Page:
Editor’s note: For each of us involved in the cause, it started with someone — the reason we were compelled to get involved with the Pancreatic Cancer Action Network (PanCAN) and change the story of pancreatic cancer. Today’s article is about PanCAN staff member Vittoria Larrick and her “someone” – her late father, who passed away of pancreatic cancer when she was a teenager.
“We were in the process of moving to a new home when we got a call from the doctor. We were in shock and disbelief,” said Talli Robinson. “Our next reaction was to kick into gear, figure out how to tell our children, Tori, 13 years old and Tate, 9 years old, figure out medical options, and begin praying for a miracle.”
The dust had yet to settle in the Larrick’s new home – no photos were on the walls, no decorations had been placed, and boxes were still to be unpacked. Robinson, and her husband, Tim Larrick, sat their two children down around the kitchen table. There was no perfect way to tell their children dad was sick and may not be around much longer, so they decided to approach the situation with honesty.
Tim Larrick faced his children and told them, “I have pancreatic cancer.”
The collateral damage that comes along with a cancer diagnosis is not often considered. Along with patients, many diagnoses greatly affect friends, spouses and children. Vittoria Larrick felt these effects when her father shared his diagnosis with her and her brother, shortly before her 14th birthday.
“I remember just having a hard time; I knew cancer was bad,” said Larrick.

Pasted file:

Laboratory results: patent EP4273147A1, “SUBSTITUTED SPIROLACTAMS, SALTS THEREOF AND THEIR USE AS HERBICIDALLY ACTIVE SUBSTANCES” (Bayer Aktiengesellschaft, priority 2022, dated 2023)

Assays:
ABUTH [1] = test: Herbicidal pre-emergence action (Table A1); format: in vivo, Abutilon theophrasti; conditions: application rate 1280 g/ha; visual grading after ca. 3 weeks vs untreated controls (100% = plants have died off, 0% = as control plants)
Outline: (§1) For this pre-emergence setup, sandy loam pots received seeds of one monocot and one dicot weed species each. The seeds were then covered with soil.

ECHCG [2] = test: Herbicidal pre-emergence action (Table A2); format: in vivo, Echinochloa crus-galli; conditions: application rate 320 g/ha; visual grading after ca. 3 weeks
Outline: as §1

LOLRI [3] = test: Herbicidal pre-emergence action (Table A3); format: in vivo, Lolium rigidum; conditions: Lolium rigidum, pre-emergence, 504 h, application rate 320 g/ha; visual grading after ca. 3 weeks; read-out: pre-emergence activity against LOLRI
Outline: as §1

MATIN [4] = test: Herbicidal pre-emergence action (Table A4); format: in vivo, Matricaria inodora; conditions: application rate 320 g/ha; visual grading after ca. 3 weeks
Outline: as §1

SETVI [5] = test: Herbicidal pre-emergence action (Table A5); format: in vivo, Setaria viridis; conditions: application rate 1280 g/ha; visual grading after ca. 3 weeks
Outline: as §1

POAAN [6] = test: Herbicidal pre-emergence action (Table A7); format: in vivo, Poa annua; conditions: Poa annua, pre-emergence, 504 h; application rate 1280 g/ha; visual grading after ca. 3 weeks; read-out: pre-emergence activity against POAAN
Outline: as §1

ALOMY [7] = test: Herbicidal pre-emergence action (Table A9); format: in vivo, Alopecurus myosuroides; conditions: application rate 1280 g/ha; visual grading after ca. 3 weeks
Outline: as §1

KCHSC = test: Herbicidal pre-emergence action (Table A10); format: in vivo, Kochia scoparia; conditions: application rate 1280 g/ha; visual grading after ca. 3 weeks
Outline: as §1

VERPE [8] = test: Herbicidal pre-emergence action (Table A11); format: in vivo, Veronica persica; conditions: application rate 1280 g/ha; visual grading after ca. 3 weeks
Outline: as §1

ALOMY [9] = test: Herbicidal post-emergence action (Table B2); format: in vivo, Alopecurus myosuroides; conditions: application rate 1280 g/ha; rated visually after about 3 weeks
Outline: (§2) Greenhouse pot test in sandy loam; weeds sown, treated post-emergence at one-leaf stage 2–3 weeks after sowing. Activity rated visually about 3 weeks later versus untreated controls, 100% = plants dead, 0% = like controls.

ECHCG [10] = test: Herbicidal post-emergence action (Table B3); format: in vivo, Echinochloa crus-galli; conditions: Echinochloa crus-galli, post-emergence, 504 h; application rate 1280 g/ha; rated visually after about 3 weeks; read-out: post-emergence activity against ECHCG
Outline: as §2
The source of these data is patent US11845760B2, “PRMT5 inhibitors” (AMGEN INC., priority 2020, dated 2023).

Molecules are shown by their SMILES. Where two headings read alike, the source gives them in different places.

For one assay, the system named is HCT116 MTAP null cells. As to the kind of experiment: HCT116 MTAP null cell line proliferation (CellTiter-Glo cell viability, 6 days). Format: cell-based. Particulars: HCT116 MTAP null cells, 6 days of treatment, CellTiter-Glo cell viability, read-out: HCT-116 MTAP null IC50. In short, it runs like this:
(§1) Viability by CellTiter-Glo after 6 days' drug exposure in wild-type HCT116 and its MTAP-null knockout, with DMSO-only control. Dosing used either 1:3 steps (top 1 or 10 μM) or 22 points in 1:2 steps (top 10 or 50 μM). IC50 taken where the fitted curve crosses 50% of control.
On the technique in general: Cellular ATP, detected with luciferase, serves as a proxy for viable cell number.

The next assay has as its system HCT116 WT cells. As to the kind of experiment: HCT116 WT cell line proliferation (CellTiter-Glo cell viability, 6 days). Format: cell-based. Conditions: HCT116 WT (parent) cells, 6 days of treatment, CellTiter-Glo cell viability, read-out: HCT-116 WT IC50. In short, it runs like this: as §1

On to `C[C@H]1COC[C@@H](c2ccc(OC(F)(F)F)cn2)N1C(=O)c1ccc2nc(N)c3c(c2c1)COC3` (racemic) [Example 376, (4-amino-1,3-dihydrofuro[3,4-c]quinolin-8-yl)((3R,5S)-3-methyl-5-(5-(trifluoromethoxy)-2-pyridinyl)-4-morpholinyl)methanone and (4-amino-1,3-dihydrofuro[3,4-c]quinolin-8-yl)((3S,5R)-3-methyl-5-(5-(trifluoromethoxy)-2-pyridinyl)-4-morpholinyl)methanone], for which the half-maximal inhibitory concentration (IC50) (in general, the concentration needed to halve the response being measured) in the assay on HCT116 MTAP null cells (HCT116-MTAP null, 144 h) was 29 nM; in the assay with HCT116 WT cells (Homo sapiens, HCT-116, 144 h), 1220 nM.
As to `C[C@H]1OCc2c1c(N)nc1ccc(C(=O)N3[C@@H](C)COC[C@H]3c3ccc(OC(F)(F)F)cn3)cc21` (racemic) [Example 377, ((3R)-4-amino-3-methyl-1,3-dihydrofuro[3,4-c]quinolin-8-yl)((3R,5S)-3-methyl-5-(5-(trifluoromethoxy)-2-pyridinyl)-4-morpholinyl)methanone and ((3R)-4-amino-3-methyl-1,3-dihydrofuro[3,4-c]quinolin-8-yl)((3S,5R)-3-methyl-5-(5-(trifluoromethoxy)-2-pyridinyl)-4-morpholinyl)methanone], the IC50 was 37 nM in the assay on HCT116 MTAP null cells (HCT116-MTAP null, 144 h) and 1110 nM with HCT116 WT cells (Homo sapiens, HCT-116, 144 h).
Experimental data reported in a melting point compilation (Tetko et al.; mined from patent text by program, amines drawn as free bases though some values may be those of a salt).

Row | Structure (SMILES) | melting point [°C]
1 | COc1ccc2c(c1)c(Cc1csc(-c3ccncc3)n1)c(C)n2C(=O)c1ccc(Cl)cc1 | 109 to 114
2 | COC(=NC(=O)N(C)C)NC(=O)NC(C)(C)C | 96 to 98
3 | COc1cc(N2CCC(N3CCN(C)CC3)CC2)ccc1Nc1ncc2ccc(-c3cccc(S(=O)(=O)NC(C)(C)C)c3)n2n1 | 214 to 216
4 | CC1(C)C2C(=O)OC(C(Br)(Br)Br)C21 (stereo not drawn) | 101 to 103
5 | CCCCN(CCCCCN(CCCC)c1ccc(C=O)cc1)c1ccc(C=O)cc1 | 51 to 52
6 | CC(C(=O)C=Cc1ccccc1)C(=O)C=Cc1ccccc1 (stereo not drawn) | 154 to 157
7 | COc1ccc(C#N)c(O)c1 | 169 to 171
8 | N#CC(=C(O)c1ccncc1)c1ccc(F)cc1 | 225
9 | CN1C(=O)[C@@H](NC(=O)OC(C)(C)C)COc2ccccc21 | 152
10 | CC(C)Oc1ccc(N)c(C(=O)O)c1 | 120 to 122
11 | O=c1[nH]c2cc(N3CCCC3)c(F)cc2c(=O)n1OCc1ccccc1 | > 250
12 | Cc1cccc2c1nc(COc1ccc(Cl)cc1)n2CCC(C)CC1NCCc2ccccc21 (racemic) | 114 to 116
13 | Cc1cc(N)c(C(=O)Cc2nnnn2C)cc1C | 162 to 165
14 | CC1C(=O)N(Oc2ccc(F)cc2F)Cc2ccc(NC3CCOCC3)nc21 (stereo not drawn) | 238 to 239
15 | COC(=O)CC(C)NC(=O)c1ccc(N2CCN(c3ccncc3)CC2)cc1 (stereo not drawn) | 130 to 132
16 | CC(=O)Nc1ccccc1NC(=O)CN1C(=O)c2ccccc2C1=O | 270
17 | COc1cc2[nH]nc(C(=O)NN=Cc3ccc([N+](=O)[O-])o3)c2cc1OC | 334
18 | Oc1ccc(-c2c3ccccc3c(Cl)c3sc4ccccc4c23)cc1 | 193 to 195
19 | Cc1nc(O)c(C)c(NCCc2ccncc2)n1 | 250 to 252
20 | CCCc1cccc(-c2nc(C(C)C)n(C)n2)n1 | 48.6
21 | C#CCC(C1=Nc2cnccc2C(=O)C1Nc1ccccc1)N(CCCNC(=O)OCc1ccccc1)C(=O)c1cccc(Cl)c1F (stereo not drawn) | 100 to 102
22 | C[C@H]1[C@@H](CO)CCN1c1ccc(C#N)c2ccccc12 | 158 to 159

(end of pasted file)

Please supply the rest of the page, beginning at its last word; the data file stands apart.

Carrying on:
Dealing with the illness of a loved one is tough for anyone, but it can take a worse toll on those who are too young to fully comprehend the ramifications.
This situation became a bit more bearable when she was given a purple, hardbound journal from a family friend, Lucy, who urged her to communicate her emotions through writing.
“It was absolutely a therapeutic release. I would write to the journal saying, ‘This is the only place I’m able to say this,’ or ‘This is the only person that’s not going to talk back to me,” she said. “It was really helpful for me to be able to have a safe space to write. It was the one place I really felt safe getting everything out.”
The Larrick children responded to their father’s illness in separate manners. “Initially they were sad and confused and needed hugs,” Robinson said. “They reacted differently because of their ages, as it became more real.”
While her brother shut down and responded by not showing much emotion. Larrick tried to distract herself and pretend that everything was ok, not revealing her feelings to anyone but her journal.
“That’s what the journal was about. I was trying to escape this reality that I had at home and what was actually going on,” she explained.
Larrick appreciated her parents’ honesty in delivering the news of her father’s illness. She explained the news wasn’t sugar-coated, which she felt was helpful. Her parents did not hide things from them, they were upfront, which led to Larrick being involved and knowing much about the process.